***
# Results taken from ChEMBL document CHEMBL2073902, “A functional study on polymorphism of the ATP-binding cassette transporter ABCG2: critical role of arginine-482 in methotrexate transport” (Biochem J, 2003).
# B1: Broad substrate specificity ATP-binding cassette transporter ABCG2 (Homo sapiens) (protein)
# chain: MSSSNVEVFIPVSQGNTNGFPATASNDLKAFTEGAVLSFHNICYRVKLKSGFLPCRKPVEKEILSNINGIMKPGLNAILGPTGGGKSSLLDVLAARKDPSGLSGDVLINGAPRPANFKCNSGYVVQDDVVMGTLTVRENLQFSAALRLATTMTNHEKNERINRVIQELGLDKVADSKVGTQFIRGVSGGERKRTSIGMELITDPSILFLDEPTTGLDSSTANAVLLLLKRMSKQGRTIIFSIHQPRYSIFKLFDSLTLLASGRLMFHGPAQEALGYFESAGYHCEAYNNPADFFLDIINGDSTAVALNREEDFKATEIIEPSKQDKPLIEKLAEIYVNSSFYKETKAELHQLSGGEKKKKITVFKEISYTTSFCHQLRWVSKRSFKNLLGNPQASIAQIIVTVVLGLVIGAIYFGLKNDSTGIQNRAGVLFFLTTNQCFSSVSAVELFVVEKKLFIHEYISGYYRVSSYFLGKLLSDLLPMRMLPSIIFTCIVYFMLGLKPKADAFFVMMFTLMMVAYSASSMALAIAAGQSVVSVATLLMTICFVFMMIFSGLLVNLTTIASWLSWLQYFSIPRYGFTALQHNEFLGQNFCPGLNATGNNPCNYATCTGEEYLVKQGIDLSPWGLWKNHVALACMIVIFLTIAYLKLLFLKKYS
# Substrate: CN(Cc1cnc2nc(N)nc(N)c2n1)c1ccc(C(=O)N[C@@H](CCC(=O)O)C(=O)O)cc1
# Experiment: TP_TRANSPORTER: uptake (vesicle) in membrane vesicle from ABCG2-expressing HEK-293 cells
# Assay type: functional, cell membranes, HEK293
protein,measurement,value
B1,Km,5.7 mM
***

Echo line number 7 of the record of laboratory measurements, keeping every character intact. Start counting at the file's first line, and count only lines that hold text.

protein,measurement,value